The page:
Composition and Notation

Yuri riding his milk chocolate Easter Horse

Yuri riding his milk chocolate Easter Horse

Finale as a Boon

Finale is a sensational program that puts power to notate and compose music in the hands of people who otherwise would never have such a chance.  Those who do not play piano now have the opportunity to try out voicings, chords, and sounds they could never produce alone.  Finale lets aspiring arrangers and composers create masterworks with professional publishing quality, and allows for playback of what you’ve written.  It’s an absolutely indespensible tool, and it (or Sibelius) is highly recommended.  In order to download Finale Notepad, the freeware version, you should visit FinaleMusic.com.  Give it a whirl!  It will be your best friend.

Finale as a Bane

Warning: Yuri is currently mounting his hobby horse for a wicked ride on a coiled spring!

Finale 2009 – the world’s most powerful music notation software – lets you express your creativity and love of music. Compose, arrange, notate, and print engraver-quality sheet music.

FinaleMusic.com (emphasis added)

Finale is a fantastic tool, but it is fundamentally a tool for music notation; it does a rather pitiful job of performing pieces written for it.  Since we’ll be composing for the voice and not strange synthesized “oo”s, it’s wise to take extra care when using Finale.  When people write music in Finale instead of at a piano, an instrument, or with their voice, there’s a neigh-unavoidable tendency for it to come out sounding like Finale playback.  And it makes perfect sense that this should be the case.  Instead, work on picturing in your mind what your arrangement might sound like sung by real people.

We’ll discuss this later in detail, but the short of it is that the best way to arrange is to remember that vowels, syllables, dynamic effects, and fantastic sounding voices are by far the most exciting and interesting parts of a great a cappella arrangement; Finale can provide none of these for you, so if you use it to test the sound of your arrangement, you’ll be apt to miss the best parts!  Don’t let this happen to you.

Alternative Technique: Multitracking

Highly recommended is the use of multi-tracking recording software such as Adobe Audition to record yourself singing your arrangement.  By multitracking yourself or friends, you will get an opportunity to hear what an arrangement sounds like when performed with voices.  Better still, by singing every line throughout, you’ll be forced to learn what parts are hard to perform, which contain improveable voiceleading, and how to teach the group how to do certain sections.  This process could be done anywhere along the line, but also works quite well as an initial compositional sketchbook.  More on all this in Advanced Explorations.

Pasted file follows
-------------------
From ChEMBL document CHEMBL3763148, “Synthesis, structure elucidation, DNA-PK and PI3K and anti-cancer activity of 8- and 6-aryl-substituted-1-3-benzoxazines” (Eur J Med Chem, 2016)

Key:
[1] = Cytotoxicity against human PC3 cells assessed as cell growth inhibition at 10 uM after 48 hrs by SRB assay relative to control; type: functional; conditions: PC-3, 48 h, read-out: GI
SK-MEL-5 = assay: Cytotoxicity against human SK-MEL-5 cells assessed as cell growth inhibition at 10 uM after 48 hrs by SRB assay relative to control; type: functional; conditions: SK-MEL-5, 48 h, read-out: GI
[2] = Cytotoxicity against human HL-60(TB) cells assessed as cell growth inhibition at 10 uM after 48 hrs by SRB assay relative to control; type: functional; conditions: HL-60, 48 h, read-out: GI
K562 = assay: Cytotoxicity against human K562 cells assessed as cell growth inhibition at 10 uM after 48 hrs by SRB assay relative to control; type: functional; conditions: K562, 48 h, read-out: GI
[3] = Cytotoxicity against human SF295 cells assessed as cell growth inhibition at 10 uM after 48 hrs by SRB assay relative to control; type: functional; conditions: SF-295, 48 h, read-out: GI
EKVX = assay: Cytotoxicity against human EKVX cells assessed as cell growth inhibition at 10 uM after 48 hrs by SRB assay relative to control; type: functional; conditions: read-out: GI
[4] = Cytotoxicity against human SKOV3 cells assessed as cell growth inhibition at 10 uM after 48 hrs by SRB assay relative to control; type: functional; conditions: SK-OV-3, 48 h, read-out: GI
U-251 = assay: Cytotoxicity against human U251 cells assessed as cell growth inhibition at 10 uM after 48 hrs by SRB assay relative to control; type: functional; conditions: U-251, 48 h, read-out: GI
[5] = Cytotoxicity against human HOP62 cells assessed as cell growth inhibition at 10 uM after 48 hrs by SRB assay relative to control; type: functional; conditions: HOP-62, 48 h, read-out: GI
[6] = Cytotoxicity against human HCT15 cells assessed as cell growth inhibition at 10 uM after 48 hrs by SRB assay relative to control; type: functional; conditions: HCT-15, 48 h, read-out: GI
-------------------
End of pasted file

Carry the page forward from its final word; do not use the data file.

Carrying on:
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YackBack

I think that you can use audacity to multitrack…just keep recording tracks and listen to the previous track…haven’t tried it myself, but I think that it’s possible.

#1 
Written By bombaycharlie on December 21st, 2009 @ 2:07 pm

Yes, I’m using Audacity to arrange a piece myself right now. You can download it for free to record multiple tracks, and if you’re a girl or a tenor, you can even adjust the pitch so that you can sing the bass part in your range and then move it down an octave. It will sound strange, but it’s better than having it in a higher register. Google it.

#2 
Written By S'wonderful on December 28th, 2009 @ 3:38 pm

As far as freeware compositional tools, I highly recommend not using Finale NotePad. Finale is a great program for those who wish to spend $600, but for those who want free notation software there are better alternatives. I used to write all of my music in MuseScore (which I believe has a highly superior interface to Finale and is free), but because it lacks a few features (for example, when you add crescendos or other longer lasting effects they only apply for a certain range, and extending them as printed will not affect the notes they affect in playback) I have since started using LilyPond. LilyPond is also free, but requires that you type music in a sort of code. Once you learn the language, typesetting music can go very quickly, you don’t need to know where notes are on various clefs, and you can get beautiful scores/parts with all the effects you want. Combined with SynthFont and the right Soundfonts, you can make synthesized playbacks of equal quality to Finale’s.

#3 
Written By Tyler on June 4th, 2011 @ 11:04 am

Finale is quite good, but sometimes a little bit complicated. I’ve been using it for several years I’m quite happy with it.

“…by singing every line throughout, you’ll be forced to learn what parts are hard to perform, which contain improveable voiceleading, and how to teach the group how to do certain sections.”

It’s a good advice. I began to do it, but it takes too much time. I’m only doing it with Tenor, my voice. But that makes me rewrite some phrases. I mean, what I thought belonged to the Tenor, now I think it’s better to give it to the Soprano, for instance.
I,m doing it with Cubase. I don’t know about Audacity, to be honest.

#4 
Written By joseoscar on February 11th, 2013 @ 5:55 pm

If you have the money or will use it for other stuff, Sibelius is far better, easier to use, and intuitive than Finale.

I’m not sure how the sound is for voice…for instrumentals, the MIDI sound is cringeworthy but if you get the actual Sibelius sounds, it’s pretty freaking amazing (probably because it’s taken from records of actual instruments).

The only downside to Sibelius currently is its propensity to crash without saving and/or corrupting files, so save often, but usually if you do some digging, the backup files exist and I’ve never had a problem with those corrupting.

#5 
Written By Hollis on December 14th, 2013 @ 8:50 pm

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